Cultivated Meat: Helping to Put It on the Menu Will Be Big Business
Replacing the world’s total annual consumption of meat will require an increase in global fermentation capacity of 50%. That opens up huge opportunities for industrial project services companies like Group-IPS as well as major food giants.
|Article by Nicholas Watson
The world’s annual consumption of meat at 300 million tonnes a year is forecast to grow more than 70% by 2050. That’s a massive problem for the environment, and one that the cultivated meat industry is looking to solve by making meat in a laboratory rather than on a farm. To achieve that, global fermentation capacity will need to increase by 50%, according to Mosa Meat co-founder Mark Post, which opens up big opportunities for industrial project services companies like Group-IPS.
“The scale is tremendous – if you calculate replacing total consumption of meat in the world by this cultivated meat, you would need to extend the current fermentation capacity worldwide by a factor of one and a half,” Dr Post, who is also Professor of Vascular Physiology at Maastricht University, said during his June 22 webinar, the third in a series to celebrate Group-IPS’s 30-year anniversary, which will look at a variety of global challenges, including technological innovation, sustainability, diversity, the future of business, and manufacturing.
Noting that this would translate into 20 million 1000-liter bioreactors at facilities built around the world, he said: “This is a tremendous opportunity for companies like Group-IPS to help make this happen.”
These factories of meat cultivation will be somewhat similar to a facility for single-cell protein fermentation, with seed train and cell banking, and large, sterile fermenters. The downstream process, however, will be very much different, as small tissues rather than proteins will be produced in the bioreactors.
Furthermore, these factories will need to be part of a circular economy, as the whole point of this novel industry is to reduce the carbon footprint of food production. “When we are designing these new factories, it makes a lot of sense to them completely circular in terms of energy, water supply as well as in terms of building materials,” Dr Post said.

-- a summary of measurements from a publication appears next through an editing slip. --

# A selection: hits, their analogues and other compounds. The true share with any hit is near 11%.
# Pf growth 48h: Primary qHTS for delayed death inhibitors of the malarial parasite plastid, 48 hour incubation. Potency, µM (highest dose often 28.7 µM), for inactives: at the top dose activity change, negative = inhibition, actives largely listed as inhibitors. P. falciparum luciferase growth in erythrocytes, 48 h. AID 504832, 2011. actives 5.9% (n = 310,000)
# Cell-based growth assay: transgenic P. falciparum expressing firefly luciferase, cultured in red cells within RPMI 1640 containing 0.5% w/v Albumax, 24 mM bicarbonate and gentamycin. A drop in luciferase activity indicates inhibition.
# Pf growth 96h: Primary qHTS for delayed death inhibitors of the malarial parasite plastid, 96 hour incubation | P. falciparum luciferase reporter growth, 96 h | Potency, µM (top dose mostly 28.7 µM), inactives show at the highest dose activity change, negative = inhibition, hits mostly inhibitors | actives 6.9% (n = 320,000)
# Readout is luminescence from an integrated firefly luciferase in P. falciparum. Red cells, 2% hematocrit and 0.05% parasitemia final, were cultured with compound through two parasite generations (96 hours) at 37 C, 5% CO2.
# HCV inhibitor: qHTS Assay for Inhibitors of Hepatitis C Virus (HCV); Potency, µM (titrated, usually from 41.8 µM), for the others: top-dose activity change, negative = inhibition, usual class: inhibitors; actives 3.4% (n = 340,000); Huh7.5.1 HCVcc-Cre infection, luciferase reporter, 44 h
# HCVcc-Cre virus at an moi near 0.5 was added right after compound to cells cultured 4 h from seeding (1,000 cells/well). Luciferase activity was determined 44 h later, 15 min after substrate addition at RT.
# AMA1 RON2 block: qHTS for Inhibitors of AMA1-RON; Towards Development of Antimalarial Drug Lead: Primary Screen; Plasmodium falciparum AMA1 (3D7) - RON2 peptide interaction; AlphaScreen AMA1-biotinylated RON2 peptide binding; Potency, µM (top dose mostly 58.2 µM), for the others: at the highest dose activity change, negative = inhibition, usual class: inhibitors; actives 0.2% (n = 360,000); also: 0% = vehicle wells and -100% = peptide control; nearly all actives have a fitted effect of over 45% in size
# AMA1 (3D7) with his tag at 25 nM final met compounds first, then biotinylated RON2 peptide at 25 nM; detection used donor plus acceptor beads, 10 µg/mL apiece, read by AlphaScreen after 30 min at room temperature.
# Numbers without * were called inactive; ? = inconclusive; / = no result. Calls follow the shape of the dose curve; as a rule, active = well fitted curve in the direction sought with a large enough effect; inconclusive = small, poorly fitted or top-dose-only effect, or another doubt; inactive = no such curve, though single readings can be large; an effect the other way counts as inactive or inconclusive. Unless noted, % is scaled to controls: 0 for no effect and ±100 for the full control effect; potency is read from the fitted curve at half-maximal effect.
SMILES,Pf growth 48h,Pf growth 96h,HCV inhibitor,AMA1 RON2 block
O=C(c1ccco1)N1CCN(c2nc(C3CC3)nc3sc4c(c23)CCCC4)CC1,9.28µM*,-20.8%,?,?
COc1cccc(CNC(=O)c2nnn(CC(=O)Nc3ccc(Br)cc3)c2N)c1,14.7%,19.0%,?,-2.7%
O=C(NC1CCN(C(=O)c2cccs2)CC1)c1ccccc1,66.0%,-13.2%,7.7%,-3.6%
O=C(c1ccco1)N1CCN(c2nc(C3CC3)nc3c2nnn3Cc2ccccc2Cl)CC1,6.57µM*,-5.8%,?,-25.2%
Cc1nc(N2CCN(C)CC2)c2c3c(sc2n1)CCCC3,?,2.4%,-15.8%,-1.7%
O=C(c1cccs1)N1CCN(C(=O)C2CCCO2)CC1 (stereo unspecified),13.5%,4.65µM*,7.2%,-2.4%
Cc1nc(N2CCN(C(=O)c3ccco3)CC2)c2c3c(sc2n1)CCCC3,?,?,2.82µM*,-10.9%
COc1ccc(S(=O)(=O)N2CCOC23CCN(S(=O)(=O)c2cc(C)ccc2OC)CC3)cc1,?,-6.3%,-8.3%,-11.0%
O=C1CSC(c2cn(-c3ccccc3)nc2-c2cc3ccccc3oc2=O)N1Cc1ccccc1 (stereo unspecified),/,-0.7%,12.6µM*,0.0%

While there are still several production issues yet to be worked out, such as how to make 3D full-thickness steaks like a ribeye, cultivated meat factories already exist across the world. There are five in operation, including the new 2,760 square-meter facility in Maastricht belonging to Dr Post’s Mosa Meat that opened in May, while factories are being built in the US, Qatar and Israel.
“This is not a fantasy… a number of factories are being built as we speak and this will only increase,” he said, adding that there are around 150 companies currently working on cultivating beef, chicken, pork, fish and shellfish – every creature that has stem cells is amenable to this process.
And cultivated meat products are even already on the market. In June, the US Department of Agriculture (USDA) gave two companies – Good Meat and Upside Foods – approval to sell chicken grown from cells in a lab. Singapore became the first country in the world to approve the sale of cultivated meat with Good Meat’s chicken nugget in 2020.
The first cultured burger introduced in 2013
The rise of the cultivated meat industry is being driven by the huge environmental cost of traditional meat production – it uses up 80% of all arable land and 22% of water use, and is responsible for 14% of global greenhouse gas emissions. “80% of all our agricultural land is used to feed animals, not people… [and] animals, especially cows, are really inefficient in converting their feed into our food,” Dr Post noted.
Yet its success will ultimately be determined by the cost of the products at the checkout. Out of half a gram of tissue taken from a cow, it is currently possible to make 2000 kilograms of meat. And “in the next four to five years,” Dr Post forecast, “we envisage the price will come down to that of regular meat.”
That’s major progress, given that when Dr Post became the first person in the world to present a proof of concept for cultivated meat in August 2013, the hamburger he ate cost a quarter of a million euros to make.
Acceptance of cultivated meat among the general population has also moved on. A number of studies have shown that around 80% of the general population is either highly likely to try or would consider trying cultivated meat, with just 20% saying they would not be open to it. That figure rises to 88% among Gen Z survey respondents, who are perhaps most attuned to the environmental and animal welfare impacts of traditional meat production. “People increasingly find [eating cultivated meat] a rational idea,” he said. “I no longer see consumer acceptance as a problem.”
Of course, the proof of the pudding – or cultivated meat in this case – is in the eating. Would he, Dr Post was asked, be able to tell the difference between a traditionally produced hamburger or a cultivated meat hamburger? “No, no I would not,” he stated. “Depending a little bit on what your usual hamburger is… if that’s a hamburger from McDonald’s, I wouldn’t notice the difference.”
And on texture? “The texture is still different, and that’s because the tissues are relatively small,” he admitted. “For a hamburger that’s not really important, but for a bigger piece of muscle that might be more of an issue… We are making longer muscle fibers for that reason.”
Editor with the Balkan Investigative Reporting Network (BIRN)
An award-winning journalist, Nicholas has worked for almost 30 years in Asia, the US and Europe, writing for publications such as the Financial Times, Politico Europe, TheStreet.com, Axios, International Herald Tribune TV and Knight-Ridder News. He was also co-founder and managing editor of Business New Europe.